Alcohol media literacy interventions aim to develop capacity for critical analysis of media content in children and young people, in order to facilitate ability to resist pro-alcohol portrayals. This study reviewed evaluations of such interventions to understand factors supporting effectiveness including intervention content; theories of change; key mechanisms of delivery; strengths and weaknesses in current evidence and issues pertaining to potential adaptation for delivery in a UK context.
Aims and Objectives
To enhance understanding of key considerations in the development and delivery of alcohol media literacy programmes and to explore pathways of exposure to alcohol media in a sample of young people.
This study reviewed existing literature media literacy interventions, with key findings forming the basis for qualitative exploratory work with children in Wales to look at alcohol media exposure. Evidence review identified that interventions delivering core media literacy skills of critical analysis and message dissection, to general population groups within the regular school day, in school settings, consistently attain intended outcomes. No interventions were reported from the UK, meaning understanding of the transferability of programmes is limited. Qualitative group interviews were then completed with pupils from four primary schools and two secondary schools in two counties in South Wales.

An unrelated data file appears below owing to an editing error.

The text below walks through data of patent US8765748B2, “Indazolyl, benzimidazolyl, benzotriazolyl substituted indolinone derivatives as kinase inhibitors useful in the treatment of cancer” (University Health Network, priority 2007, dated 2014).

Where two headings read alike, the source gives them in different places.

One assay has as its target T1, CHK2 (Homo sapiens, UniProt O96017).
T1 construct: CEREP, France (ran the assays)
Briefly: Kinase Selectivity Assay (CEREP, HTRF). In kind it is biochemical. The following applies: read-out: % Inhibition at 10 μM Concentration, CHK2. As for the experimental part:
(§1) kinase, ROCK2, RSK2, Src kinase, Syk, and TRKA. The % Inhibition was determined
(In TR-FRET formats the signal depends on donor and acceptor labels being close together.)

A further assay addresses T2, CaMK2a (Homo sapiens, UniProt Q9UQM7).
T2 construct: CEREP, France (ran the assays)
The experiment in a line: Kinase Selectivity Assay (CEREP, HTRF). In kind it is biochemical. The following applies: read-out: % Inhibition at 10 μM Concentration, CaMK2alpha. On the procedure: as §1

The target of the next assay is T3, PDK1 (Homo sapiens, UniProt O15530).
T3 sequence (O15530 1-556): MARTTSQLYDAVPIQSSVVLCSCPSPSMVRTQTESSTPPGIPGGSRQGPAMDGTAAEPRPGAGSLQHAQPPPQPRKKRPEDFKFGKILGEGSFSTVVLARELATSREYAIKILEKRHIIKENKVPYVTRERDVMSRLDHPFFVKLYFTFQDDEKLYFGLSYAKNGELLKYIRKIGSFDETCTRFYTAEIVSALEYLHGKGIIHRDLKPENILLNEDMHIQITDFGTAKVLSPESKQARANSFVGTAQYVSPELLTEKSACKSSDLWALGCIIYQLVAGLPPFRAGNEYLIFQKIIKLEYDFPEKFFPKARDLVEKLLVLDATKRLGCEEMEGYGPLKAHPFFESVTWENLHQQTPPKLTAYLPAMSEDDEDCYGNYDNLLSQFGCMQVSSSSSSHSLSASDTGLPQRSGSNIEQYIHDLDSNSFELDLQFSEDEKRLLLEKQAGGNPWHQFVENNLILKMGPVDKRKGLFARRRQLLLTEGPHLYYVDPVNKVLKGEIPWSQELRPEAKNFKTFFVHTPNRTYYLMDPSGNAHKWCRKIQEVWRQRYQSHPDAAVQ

Data suggests that exposure to alcohol advertising through mainstream media and online content is limited, with little recollection of specific adverts/brands. Generic alcohol advertising, for example through supermarket promotions, was recalled more frequently than alcohol-specific ads, as well as brands observed through parental consumption and familial social activity. Further, existing levels of technical literacy, exhibited through knowledge of applying account controls, skipping ad content etc. was significant in youth exposure levels, with both children’s and parents’ abilities important.